It may come as a surprise to those of you who know me for more cerebral reasons, but I am actually a very physical person.
And one of the things I've had cause to reflect on is the curious relationship between martial arts and dancing. It's a connection with history; classical dance and fencing, for example, have stolen footwork from each other for a long time. You've probably heard of football players taking ballet to improve their performance in that violent sport; you may even have heard of capoeira, which blurs the line between dance and martial arts.
I've taken modern dance classes and danced recreationally - international folk, contra, and swing at one time or another, and it seemed I was always following choreography in high school chorus. Being a male who could carry on loudly and on pitch while moving around meant I was indispensable in many numbers. I took tae kwon do into my teenage years, and then fenced in college.
Dancers and martial artists share many of the same warmups and stretches, more than typical for two different kinds of athletes; flexibility, balance, and coordination are are crucial in both pursuits. The key difference is not in the types of movement used; every basic building block that is used in one can be used in the other. (Well, almost. En pointe in ballet is, I suspect, an exception, but I can think of few others.)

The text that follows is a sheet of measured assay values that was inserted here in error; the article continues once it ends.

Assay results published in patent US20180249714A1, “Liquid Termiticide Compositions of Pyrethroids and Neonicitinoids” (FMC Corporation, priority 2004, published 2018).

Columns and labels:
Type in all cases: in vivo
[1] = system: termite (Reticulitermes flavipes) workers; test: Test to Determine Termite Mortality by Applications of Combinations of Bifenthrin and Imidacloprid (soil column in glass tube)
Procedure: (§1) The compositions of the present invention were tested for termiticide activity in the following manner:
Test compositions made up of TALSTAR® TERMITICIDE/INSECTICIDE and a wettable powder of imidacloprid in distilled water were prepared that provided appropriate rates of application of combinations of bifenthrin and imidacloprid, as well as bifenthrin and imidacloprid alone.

The most basic difference lies in the treatment of rhythm. When you dance, you dance with the rhythm. When you spar, you fight against the rhythm. The skilled martial artist constructs rhythms in order to break them; the point is to become the unexpected, to surprise your opponent with carefully controlled timing. When you dance with a partner, the point is to communicate and telegraph your timing as much as possible; in dance, you must master gluing yourself to a rhythm so intimately that even should you slip, you will move with the rhythm.
To be masterful in either, one must master rhythm - but in two completely different opposed ways.